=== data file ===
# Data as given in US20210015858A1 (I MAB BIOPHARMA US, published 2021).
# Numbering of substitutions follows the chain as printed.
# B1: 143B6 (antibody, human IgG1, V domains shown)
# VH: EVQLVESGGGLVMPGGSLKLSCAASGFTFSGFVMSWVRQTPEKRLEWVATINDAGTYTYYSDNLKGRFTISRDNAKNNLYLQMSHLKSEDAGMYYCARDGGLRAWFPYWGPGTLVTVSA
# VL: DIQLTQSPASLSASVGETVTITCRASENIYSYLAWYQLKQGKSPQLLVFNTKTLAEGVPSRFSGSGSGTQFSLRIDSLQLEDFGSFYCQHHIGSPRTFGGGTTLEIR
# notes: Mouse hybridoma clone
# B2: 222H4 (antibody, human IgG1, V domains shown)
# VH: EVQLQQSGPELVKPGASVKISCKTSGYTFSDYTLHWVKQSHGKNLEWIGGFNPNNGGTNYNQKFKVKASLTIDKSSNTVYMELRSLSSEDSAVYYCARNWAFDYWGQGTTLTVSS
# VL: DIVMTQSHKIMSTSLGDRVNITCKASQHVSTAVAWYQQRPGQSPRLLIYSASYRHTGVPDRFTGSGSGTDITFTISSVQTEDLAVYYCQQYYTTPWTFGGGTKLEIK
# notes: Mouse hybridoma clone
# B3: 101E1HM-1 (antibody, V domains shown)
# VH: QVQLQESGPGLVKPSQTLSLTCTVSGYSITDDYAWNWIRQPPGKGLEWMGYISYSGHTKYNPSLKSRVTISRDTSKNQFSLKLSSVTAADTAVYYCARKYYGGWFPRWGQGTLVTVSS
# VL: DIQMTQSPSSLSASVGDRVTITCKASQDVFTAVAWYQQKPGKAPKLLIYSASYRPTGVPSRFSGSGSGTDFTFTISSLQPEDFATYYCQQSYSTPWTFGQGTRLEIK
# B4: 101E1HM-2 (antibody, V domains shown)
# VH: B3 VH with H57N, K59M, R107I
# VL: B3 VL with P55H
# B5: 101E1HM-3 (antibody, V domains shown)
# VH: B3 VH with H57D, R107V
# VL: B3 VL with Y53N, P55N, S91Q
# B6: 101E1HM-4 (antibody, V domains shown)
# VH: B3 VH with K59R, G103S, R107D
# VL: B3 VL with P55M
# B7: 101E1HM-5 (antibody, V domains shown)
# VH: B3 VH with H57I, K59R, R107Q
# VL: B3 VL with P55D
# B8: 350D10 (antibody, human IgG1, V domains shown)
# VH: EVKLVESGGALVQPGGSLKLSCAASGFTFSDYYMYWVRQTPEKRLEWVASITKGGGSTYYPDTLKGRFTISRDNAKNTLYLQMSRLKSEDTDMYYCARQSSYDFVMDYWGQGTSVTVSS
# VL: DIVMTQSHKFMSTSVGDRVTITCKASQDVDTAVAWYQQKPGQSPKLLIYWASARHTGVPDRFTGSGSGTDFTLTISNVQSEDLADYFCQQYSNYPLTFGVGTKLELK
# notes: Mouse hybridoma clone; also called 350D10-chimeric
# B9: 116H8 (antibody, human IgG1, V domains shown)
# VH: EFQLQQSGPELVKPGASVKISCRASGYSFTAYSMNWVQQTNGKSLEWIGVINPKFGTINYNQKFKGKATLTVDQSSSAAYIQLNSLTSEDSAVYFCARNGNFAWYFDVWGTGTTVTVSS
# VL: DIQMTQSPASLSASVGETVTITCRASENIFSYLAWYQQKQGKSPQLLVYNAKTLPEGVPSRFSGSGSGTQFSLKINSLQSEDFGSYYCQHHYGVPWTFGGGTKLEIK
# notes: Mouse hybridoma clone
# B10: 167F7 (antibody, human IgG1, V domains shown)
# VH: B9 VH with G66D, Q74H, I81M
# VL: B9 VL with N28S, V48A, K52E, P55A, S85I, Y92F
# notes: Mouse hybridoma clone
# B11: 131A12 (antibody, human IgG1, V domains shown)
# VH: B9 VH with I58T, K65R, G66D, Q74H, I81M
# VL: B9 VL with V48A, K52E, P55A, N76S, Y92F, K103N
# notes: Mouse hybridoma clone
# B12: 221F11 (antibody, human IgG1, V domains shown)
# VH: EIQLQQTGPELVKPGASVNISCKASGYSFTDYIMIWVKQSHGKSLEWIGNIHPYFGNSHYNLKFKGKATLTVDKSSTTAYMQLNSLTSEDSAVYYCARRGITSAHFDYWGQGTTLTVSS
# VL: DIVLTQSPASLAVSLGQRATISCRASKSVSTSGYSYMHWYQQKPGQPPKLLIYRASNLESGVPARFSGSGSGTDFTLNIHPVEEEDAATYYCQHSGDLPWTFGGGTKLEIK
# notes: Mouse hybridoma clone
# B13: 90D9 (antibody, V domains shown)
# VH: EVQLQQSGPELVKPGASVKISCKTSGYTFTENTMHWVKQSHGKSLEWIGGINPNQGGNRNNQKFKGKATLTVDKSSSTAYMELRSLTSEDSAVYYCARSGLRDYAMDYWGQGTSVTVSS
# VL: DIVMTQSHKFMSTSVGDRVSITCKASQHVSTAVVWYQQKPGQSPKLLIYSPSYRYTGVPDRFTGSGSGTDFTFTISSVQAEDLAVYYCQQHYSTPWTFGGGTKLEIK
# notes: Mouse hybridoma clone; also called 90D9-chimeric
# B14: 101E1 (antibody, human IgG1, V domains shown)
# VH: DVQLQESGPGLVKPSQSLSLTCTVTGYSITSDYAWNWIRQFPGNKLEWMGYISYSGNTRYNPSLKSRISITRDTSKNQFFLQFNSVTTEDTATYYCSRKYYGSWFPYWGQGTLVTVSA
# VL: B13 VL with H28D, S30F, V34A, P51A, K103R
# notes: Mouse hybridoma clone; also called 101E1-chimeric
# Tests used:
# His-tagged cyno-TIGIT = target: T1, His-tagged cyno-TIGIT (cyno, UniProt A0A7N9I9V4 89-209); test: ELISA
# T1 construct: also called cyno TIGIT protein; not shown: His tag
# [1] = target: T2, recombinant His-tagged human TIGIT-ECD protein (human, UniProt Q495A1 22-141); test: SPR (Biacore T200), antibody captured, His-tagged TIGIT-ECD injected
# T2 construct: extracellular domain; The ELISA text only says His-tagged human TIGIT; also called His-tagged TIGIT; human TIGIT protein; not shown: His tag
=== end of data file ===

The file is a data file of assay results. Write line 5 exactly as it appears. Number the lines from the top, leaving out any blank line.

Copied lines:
# VL: DIQLTQSPASLSASVGETVTITCRASENIYSYLAWYQLKQGKSPQLLVFNTKTLAEGVPSRFSGSGSGTQFSLRIDSLQLEDFGSFYCQHHIGSPRTFGGGTTLEIR